Engine O-K Inspection Stamp

$42.00
SKU:
RS1033
Availability:
In Stock | FREE Shipping on all orders over $50
Shipping:
Calculated at Checkout

Description: O-K Stamp
Year:
 1969-70
Model: Mustang, Cougar, Shelby, Ford, Mercury
Model Options: ALL
Engine: BOSS 302, 390, 428 CJ, 428 SCJ
Construction#: Wood and high quality rubber
Quantity: 1 stamp

Accuracy Rating: 10
Best Repro Available: YES

Jack's Comments:

This is the most common O-K stamp found on FORD engines from 1969-70. It measures approximately 1" tall by 1 1/8" wide. Copied from an original survivor BOSS 302 valve cover.

Common Locations:
1969 BOSS 302 Alternator/Smog pump bracket (see last picture)
1969-70 BOSS 302 Drivers side valve cover (chrome and aluminum)
1969-70 390 Drivers side valve cover
1969-70 390 Drivers side valve cover
1969-70 428 S/CJ Drivers side valve cover (chrome and aluminum)

Concours Notes:
There were several variations of this O-K stamp used by the Ford engine plants during the late sixties but this size and style seem to be the most common.

 

Basic Tip: If you don't have some good industrial ink we suggest using yellow spray paint. Spray a thin coat onto a smooth surface, wait a few minutes for the paint to dry a little and then apply the stamp. Stamps with wet paint can slip and get sloppy looking on smooth surfaces. Test your stamp on something with a smooth finish before stamping your valve covers so you get comfortable applying the stamp. (Glass works well for this and can easily be removed again and again)

 

Q: I need to redo the O-K stamp on my aluminum valve cover as they have been refinished. Any tips you can pass along on re-applying it?

A: Applying the OK stamp looks simple but can tricky since you really want to stamp it only once since removing the paint if you make a mistake might be difficult on aluminum valve covers. I would practice stamping a surface with the similar texture before stamping the actual valve cover. You could use the inside of the valve cover to test your stamping skills and to test if you can remove the paint if you make a mistake (I'm assuming the finish is the same as the outside).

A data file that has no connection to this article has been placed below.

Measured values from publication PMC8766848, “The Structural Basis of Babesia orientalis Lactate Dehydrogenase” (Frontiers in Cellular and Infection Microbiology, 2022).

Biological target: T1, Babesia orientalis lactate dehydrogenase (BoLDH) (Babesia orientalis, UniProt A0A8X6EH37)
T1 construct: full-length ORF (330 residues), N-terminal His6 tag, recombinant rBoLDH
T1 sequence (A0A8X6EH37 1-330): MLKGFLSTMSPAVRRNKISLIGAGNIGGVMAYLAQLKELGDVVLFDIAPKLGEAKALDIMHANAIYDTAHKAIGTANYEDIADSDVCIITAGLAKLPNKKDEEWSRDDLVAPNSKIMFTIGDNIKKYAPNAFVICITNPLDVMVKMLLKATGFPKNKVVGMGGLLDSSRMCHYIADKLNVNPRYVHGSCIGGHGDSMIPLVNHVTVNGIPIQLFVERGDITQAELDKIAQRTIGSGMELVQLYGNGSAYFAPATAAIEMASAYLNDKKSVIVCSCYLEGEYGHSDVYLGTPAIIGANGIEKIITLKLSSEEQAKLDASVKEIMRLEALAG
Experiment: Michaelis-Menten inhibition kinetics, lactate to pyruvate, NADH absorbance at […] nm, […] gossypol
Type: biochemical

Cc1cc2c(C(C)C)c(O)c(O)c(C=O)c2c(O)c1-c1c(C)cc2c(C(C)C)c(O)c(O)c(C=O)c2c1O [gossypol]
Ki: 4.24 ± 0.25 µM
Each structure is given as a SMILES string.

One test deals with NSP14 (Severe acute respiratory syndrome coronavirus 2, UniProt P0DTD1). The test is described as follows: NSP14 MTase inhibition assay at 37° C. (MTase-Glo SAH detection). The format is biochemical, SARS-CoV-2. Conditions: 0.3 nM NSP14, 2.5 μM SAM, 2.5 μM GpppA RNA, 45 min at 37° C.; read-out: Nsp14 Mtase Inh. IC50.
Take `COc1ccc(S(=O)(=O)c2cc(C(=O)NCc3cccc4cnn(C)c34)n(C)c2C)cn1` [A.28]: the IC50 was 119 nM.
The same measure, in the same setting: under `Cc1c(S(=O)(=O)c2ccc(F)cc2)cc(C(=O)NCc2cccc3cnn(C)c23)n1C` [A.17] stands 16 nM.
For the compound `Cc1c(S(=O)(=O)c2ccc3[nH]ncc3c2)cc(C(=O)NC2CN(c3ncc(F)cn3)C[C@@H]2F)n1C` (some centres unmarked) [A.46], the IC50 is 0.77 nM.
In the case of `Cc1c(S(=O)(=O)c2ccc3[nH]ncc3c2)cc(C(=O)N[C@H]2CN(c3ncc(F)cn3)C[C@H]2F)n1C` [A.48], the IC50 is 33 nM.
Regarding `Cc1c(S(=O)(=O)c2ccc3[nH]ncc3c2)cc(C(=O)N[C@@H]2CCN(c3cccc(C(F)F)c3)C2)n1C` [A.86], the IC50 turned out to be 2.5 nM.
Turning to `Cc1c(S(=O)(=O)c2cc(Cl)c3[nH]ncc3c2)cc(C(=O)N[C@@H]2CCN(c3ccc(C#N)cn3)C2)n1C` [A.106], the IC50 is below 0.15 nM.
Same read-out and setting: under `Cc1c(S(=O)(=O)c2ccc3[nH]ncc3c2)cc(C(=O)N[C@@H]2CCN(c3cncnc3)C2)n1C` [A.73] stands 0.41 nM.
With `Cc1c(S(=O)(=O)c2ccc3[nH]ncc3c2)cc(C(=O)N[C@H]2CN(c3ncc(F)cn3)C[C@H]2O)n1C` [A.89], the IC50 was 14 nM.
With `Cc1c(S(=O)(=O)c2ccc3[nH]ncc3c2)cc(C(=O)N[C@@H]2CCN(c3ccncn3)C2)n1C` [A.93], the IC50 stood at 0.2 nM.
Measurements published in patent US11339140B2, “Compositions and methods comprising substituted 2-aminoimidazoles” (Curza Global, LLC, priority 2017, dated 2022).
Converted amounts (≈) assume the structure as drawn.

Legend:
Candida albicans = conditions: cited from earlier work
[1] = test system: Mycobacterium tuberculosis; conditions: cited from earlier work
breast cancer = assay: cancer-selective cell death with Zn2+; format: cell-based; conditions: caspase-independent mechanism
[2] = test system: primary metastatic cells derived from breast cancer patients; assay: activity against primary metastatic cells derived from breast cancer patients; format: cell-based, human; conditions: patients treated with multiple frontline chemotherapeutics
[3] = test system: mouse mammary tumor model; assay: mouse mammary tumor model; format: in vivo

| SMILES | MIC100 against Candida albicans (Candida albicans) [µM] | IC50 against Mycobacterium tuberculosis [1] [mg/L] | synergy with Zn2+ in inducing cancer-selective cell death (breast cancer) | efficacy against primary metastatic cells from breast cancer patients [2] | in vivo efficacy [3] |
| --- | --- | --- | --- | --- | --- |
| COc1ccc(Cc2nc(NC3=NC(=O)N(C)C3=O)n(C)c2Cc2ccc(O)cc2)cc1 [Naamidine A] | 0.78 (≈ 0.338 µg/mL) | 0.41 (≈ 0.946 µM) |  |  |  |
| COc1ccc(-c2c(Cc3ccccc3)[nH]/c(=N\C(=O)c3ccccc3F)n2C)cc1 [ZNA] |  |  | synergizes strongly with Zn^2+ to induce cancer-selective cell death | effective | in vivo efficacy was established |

I personally like using a slightly darker yellow spray or canned oil based paints. I spray or brush a thin coat on a sheet of plastic or a slick side of a cereal box and let it dry a little before lightly dipping the stamp in the paint. Make sure the surface is very flat. How long you wait until you dip the stamp will depend on the ambient temperature and on how much reducer is in the spray paint. Apply a large area paint so you can test different dry times. Count how many seconds from the time of the spray and when you first dip your stamp. You will eventually find just the right amount of time to make the paint wet enough but sticky enough so it's easy to apply without sliding around on the valve cover.
 
The key is to test and test again varying the amount of paint you spray and how long you wait to stamp your test surface. The other skill you will develop is how to apply the stamp evenly. Sounds easy but you will be surprised how difficult it can be.
 
I've also seen restorers just brushing or spraying paint directly on the stamp itself. It seems to work well for them although I have not tried that technique.
 
 
Q: What about about tips for stamping chrome or painted surfaces?
 
A: Chrome and paint are really smooth so it's difficult to stamp them without the stamp slipping across the surface. I suggest following the tips above but waiting until the paint is very sticky but still wet enough to transfer. Test drying times to get it just right.
No one has reviewed this product! Write a Review

Related products